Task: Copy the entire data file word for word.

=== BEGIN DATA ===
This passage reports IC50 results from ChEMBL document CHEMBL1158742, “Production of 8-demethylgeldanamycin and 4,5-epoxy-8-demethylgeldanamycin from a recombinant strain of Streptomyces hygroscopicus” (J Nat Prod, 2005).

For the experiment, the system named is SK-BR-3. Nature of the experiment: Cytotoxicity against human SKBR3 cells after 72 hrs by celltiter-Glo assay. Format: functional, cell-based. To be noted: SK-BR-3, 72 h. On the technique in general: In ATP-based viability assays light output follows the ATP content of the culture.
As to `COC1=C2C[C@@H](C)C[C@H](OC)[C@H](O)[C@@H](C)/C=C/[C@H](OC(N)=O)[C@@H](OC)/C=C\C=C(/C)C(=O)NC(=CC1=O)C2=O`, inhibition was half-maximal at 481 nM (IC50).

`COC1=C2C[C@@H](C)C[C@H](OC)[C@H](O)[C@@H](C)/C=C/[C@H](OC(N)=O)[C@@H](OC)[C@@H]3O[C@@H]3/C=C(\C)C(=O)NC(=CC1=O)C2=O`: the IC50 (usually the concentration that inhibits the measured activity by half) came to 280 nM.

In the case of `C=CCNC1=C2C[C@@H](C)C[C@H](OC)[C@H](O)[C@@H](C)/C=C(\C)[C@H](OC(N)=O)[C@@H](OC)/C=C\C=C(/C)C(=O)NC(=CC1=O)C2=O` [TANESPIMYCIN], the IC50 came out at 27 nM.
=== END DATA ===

This passage reports IC50 results from ChEMBL document CHEMBL1158742, “Production of 8-demethylgeldanamycin and 4,5-epoxy-8-demethylgeldanamycin from a recombinant strain of Streptomyces hygroscopicus” (J Nat Prod, 2005).

For the experiment, the system named is SK-BR-3. Nature of the experiment: Cytotoxicity against human SKBR3 cells after 72 hrs by celltiter-Glo assay. Format: functional, cell-based. To be noted: SK-BR-3, 72 h. On the technique in general: In ATP-based viability assays light output follows the ATP content of the culture.
As to `COC1=C2C[C@@H](C)C[C@H](OC)[C@H](O)[C@@H](C)/C=C/[C@H](OC(N)=O)[C@@H](OC)/C=C\C=C(/C)C(=O)NC(=CC1=O)C2=O`, inhibition was half-maximal at 481 nM (IC50).

`COC1=C2C[C@@H](C)C[C@H](OC)[C@H](O)[C@@H](C)/C=C/[C@H](OC(N)=O)[C@@H](OC)[C@@H]3O[C@@H]3/C=C(\C)C(=O)NC(=CC1=O)C2=O`: the IC50 (usually the concentration that inhibits the measured activity by half) came to 280 nM.

In the case of `C=CCNC1=C2C[C@@H](C)C[C@H](OC)[C@H](O)[C@@H](C)/C=C(\C)[C@H](OC(N)=O)[C@@H](OC)/C=C\C=C(/C)C(=O)NC(=CC1=O)C2=O` [TANESPIMYCIN], the IC50 came out at 27 nM.